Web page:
Let’s face it, we are unfortunately living in an increasingly troubled world. The last thing you need when you reach retirement age is the stress and worry that living in or near high crime areas can bring. Most retirement communities today can provide the safety and security you desire and deserve after a lifetime of work. Almost all retirement communities enjoy a crime lower than the national average and most are some of the safest places to live in the US.
However, an important factor to consider is how often you’ll have to leave the safety of your chosen retirement community on a daily or weekly basis. How safe is the city or town that you will need go to for groceries, practice your religion or go out for a bite to eat? All of the recommended retirement communities on this website are located in or near places that have crime rates lower than the national average.
Bottom Line: Most 55+ retirement communities offer their residents a safe secure place to live with low crime rates. If you want to enjoy that same safety when you leave the gates of your community, make sure the closest town(s) also offer a low crime environment.
Pros/Advantage #3 of Retirement Communities: Senior citizens rarely throw late night parties with the loud thump thump bass that prevents the whole neighborhood from sleeping.
Don’t get me wrong, successful active retirement communities have great social scenes that can include include lots of parties and music. It’s just most people over the age of 55 are old enough to know how to have a great time while respecting the rights of others and without annoying their neighbors. If there should happen to be a new resident that moves in that has not learned how to respect the others, the retirement community’s homeowners association staff will likely be quick to straighten them out on the rules, or force them out. You’ll be far less likely to encounter rude disruptive behavior while living in most retirement communities.
Additional advantages of living is a community where residents are over the age of 55 include:
- Finding people you enjoy being around can be easier when you’re the same age and have had similar life experiences and therefore have a lot in common.
- Many people over 55 enjoy similar activities which can be very different than when they were younger. While you may have enjoyed attending “keg parties” while still in school, today you may prefer events such as a community dinner to raise money for a worthy charitable cause.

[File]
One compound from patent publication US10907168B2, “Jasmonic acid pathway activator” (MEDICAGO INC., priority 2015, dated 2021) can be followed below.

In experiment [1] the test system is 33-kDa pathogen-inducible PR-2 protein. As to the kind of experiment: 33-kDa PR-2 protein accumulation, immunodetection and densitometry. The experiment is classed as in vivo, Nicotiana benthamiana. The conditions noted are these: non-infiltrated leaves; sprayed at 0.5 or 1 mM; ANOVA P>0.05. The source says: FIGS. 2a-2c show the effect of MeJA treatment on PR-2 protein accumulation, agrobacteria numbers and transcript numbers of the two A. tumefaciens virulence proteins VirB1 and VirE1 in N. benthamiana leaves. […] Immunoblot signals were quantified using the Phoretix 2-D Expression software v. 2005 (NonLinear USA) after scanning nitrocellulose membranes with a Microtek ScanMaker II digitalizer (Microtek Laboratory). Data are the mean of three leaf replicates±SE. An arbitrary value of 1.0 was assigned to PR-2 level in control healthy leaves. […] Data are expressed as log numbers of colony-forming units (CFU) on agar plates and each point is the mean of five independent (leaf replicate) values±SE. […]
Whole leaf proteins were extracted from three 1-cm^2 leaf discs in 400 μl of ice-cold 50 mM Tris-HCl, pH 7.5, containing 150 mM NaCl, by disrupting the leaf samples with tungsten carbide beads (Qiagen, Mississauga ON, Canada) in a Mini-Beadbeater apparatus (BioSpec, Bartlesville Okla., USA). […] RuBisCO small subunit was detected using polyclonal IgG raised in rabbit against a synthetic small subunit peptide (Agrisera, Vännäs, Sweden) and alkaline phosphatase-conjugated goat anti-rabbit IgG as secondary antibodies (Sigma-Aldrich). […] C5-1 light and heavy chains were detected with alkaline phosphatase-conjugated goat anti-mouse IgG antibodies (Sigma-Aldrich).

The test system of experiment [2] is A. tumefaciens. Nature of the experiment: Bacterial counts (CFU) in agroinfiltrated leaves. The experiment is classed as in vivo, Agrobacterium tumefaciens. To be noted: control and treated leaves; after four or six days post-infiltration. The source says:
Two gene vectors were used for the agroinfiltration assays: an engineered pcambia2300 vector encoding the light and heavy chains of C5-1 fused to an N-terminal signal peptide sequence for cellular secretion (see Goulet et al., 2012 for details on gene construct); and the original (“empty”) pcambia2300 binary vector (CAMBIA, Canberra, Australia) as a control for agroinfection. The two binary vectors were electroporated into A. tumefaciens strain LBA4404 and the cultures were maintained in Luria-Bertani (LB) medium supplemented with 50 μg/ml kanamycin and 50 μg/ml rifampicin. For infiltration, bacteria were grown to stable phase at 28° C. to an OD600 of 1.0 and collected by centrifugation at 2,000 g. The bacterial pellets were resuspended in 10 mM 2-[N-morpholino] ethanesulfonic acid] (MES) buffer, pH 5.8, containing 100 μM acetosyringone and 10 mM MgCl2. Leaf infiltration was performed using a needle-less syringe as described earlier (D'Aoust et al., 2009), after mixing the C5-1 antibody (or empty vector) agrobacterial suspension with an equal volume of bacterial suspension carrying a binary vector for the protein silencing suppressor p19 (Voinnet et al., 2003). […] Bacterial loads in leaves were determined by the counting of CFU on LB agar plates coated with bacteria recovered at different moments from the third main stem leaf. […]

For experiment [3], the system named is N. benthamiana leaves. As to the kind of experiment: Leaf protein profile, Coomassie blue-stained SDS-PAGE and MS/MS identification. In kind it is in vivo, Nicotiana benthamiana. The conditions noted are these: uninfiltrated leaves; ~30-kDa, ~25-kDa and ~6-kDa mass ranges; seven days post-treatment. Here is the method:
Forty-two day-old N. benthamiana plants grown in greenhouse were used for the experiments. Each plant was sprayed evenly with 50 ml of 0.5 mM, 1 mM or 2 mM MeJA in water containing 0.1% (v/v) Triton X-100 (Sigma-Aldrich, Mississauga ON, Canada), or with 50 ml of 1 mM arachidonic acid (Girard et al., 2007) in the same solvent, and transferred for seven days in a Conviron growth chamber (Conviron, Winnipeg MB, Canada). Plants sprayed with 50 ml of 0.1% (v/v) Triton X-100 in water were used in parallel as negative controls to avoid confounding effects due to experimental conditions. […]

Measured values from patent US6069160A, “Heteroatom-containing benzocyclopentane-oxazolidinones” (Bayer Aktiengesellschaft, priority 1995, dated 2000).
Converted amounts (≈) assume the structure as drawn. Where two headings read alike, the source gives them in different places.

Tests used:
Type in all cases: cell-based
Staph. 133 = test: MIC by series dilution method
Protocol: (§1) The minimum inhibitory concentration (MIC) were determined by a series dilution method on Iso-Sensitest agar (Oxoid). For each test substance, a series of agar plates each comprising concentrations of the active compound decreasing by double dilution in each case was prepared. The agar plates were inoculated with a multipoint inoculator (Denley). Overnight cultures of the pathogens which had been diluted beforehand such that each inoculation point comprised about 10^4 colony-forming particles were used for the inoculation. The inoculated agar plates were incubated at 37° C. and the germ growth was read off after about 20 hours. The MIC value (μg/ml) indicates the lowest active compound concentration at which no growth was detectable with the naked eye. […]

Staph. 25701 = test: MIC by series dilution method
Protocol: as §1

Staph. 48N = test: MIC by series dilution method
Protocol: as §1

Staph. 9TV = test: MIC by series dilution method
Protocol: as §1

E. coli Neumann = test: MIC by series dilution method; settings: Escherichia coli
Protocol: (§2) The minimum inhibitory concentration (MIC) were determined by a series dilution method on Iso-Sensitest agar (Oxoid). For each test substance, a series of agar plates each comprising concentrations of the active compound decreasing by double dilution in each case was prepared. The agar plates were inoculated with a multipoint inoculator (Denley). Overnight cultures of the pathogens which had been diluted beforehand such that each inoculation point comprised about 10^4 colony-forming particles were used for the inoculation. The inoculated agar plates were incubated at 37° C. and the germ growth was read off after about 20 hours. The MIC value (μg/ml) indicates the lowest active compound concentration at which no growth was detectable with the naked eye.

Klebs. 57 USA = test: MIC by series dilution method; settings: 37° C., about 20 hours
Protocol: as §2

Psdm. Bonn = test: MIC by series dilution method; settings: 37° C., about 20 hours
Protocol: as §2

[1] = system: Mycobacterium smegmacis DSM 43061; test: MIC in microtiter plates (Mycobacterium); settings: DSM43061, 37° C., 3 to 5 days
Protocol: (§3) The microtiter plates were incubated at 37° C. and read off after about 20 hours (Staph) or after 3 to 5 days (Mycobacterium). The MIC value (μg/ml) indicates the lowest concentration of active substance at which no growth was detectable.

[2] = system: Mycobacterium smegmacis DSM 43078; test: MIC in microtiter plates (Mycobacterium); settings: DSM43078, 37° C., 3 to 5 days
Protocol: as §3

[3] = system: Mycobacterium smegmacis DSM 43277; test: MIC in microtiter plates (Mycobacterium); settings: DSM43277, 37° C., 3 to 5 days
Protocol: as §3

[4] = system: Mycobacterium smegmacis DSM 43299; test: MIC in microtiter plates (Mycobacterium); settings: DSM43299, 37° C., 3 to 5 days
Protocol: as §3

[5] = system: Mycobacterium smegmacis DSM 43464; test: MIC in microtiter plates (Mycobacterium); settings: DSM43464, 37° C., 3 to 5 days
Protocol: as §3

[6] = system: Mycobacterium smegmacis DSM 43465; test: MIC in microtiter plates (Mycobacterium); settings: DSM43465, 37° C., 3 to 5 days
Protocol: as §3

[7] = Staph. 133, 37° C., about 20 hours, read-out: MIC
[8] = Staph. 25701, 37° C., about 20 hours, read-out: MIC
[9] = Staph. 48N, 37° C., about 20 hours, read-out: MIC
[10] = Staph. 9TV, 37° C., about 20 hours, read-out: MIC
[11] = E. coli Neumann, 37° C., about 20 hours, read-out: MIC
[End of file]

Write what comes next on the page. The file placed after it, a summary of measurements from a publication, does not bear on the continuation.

- Most seniors absolutely love their children and grandchildren, but they no longer want to be tormented by other people’s kids the way Mr Wilson was on the very old sitcom “Dennis the Menace” (and if you’re old enough to have watched that show, you may well be retirement community material).
- Many retirement communities take care of lawn maintenance and other tasks that many retirees want to “retire” from also. The Florida sun is stronger, stays out later and frequent heavy rain means the grass can grow like weeds and the weeds can grow like… (continued Below)
Cons/Disadvantages #1: Rules, Regulations and more Rules.
Almost every 55+ retirement community has a home owners association or other entity that collects the fees and dues required to run the community (those fees are in addition to the taxes you will pay to the local government entities). This HOA as they are commonly known is also responsible for enforcing the rules and regulations of the community, such as verifying that residents qualify to live there because they are at least 55 years old.
However, there can be 100’s of pages of rules and regulations that you must obey when you buy in a retirement community. The rules tell you what you can do with your home and regulate what you can and cannot do in the community while using the amenities that you pay for. Most seniors will agree with most of the rules. The trouble starts when you don’t agree with a rule, break it and the HOA comes down on you, possibly imposing a “fine”. Even if you read each and every rule and regulation before you first purchased in the community, the rules are subject to change and they usually do.
Bottom Line: Make sure you receive a copy of the rules and regulations of the retirement community and read them before you get to the point you can’t back out of a sale without losing your deposit money, if you find rules you can’t live with.